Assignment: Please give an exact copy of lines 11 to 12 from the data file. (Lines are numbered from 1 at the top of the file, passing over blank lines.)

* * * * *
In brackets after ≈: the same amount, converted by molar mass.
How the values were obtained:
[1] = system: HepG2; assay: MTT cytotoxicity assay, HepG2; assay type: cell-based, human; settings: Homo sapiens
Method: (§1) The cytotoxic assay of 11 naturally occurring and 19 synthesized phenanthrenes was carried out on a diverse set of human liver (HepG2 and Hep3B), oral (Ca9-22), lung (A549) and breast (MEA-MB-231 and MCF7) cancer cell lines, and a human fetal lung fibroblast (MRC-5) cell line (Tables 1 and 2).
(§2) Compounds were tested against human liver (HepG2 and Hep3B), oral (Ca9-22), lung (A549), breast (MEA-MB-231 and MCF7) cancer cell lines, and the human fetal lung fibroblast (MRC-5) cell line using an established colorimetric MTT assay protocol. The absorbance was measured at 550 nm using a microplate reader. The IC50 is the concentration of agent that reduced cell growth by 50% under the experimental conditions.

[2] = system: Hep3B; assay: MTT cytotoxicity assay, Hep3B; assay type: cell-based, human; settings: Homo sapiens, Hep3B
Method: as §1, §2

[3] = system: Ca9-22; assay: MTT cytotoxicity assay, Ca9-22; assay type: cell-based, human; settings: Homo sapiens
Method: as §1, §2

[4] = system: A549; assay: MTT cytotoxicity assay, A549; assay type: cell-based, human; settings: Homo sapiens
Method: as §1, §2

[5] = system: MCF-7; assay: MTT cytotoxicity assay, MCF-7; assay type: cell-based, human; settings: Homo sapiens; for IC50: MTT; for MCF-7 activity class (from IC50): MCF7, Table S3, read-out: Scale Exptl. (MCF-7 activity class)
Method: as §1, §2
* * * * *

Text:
Method: as §1, §2

[5] = system: MCF-7; assay: MTT cytotoxicity assay, MCF-7; assay type: cell-based, human; settings: Homo sapiens; for IC50: MTT; for MCF-7 activity class (from IC50): MCF7, Table S3, read-out: Scale Exptl. (MCF-7 activity class)